Types of weave
The most commonly used weave. Openings are square. Each weft wire passes alternately over and under each warp wire and vice versa. Warp and weft wire diameters are generally the same. Plain weave meshes are available with apertures from 10.7mm (2 mesh) to 0.05mm (325 mesh). Suitable for many commercial applications.
Stronger than plain weave. Each weft wire alternately crosses over two, then under two, warp wires producing a diagonal pattern. The wire diameter for both warp and weft is normally the same. Twill weave is usually used to accommodate a heavier than standard wire diameter in association with a given mesh. Specifications finer than 300 are normally twill woven.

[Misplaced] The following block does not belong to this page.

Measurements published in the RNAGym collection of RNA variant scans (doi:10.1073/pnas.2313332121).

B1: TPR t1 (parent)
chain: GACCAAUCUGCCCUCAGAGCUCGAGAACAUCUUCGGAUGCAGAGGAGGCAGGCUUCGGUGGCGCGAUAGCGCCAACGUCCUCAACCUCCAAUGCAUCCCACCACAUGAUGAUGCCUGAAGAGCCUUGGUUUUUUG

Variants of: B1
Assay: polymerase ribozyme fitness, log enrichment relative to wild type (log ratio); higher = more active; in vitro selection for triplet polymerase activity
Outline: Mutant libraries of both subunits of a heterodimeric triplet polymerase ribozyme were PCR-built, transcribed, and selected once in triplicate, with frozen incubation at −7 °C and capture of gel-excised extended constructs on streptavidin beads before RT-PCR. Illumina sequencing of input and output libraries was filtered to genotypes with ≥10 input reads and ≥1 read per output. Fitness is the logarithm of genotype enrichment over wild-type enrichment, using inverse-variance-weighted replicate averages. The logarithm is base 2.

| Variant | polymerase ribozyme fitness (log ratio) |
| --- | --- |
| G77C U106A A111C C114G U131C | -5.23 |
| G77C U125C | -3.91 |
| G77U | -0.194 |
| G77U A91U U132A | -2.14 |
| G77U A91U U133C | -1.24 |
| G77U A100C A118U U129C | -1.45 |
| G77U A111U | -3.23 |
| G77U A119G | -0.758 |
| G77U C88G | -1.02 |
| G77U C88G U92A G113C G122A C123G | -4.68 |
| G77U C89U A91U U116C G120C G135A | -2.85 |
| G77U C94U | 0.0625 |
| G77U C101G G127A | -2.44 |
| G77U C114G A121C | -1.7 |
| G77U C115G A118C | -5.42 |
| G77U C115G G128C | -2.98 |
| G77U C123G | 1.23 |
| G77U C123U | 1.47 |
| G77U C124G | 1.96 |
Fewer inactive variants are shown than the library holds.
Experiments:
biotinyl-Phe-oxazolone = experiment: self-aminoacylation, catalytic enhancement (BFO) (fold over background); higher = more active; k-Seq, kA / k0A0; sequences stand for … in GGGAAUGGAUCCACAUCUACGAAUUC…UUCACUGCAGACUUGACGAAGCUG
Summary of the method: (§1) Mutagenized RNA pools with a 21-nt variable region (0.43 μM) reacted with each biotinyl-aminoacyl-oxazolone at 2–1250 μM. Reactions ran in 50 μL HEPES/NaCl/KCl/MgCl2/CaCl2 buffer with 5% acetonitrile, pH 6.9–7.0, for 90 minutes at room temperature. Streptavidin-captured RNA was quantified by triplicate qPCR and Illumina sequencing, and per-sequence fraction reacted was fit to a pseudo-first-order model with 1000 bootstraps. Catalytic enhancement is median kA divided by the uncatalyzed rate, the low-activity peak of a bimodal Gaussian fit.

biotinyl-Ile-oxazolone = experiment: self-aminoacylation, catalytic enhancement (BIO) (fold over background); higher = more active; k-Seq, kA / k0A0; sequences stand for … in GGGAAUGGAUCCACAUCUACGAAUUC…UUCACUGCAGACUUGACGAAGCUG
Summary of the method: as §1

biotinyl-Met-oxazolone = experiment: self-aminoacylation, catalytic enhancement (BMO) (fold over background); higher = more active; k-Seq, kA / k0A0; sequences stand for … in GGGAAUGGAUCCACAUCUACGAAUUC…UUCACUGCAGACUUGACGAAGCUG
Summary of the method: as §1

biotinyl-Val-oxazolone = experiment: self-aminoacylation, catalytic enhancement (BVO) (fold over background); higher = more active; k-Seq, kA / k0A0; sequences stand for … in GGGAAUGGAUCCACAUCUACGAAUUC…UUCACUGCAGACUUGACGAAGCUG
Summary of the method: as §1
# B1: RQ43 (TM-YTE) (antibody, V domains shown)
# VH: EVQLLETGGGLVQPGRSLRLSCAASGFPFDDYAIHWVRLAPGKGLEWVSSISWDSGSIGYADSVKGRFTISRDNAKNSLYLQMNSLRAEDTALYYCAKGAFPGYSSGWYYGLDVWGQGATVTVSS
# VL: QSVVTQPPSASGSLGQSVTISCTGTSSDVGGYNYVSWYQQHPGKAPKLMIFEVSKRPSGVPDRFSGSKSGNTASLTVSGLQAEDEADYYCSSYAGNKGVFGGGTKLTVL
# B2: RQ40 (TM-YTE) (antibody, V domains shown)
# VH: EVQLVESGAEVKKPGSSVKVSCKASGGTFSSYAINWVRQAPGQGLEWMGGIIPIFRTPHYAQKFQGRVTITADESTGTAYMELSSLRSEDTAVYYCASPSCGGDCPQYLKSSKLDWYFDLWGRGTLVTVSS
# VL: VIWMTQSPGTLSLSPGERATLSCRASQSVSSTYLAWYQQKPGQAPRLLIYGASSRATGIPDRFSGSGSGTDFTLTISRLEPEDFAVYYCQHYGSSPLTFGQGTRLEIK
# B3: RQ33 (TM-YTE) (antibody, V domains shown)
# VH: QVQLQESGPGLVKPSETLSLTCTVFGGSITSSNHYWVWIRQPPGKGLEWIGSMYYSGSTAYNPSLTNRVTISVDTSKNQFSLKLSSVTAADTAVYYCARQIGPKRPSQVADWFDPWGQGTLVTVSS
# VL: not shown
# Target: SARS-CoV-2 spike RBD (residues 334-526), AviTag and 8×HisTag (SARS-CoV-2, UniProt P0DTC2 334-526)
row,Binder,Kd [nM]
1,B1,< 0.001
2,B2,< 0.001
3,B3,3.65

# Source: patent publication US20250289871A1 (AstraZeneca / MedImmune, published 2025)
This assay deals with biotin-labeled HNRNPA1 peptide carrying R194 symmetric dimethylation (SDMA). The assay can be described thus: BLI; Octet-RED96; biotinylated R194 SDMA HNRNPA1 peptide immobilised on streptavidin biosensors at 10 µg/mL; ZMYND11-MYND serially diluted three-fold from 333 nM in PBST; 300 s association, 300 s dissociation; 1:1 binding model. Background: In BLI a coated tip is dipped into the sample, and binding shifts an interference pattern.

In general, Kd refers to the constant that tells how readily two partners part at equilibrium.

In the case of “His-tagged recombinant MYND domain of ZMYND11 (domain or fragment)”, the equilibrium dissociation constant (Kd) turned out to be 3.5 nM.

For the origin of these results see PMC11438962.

A plain weave with the warp wires of a larger diameter than the weft. The weave is made up of a limited number of warp wires interwoven with the maximum number of weft wires which can be knocked up. The cloth is strong and firm and is most frequently used for high pressure filtration
MESH COUNT: The numbers of apertures or wires per lineal inch. Most meshes are square and will have the same count in both warp and weft
WARP: The wire running lengthwise in a roll of mesh
WEFT: The wires running across the width of the roll
OPEN OR FREE AREA: The proportion of the aperture expressed as a percentage of the whole area
SELVEDGE: The finished edge formed by looped weft wires at either side of the cloth
MICRON: = 1/1000 mm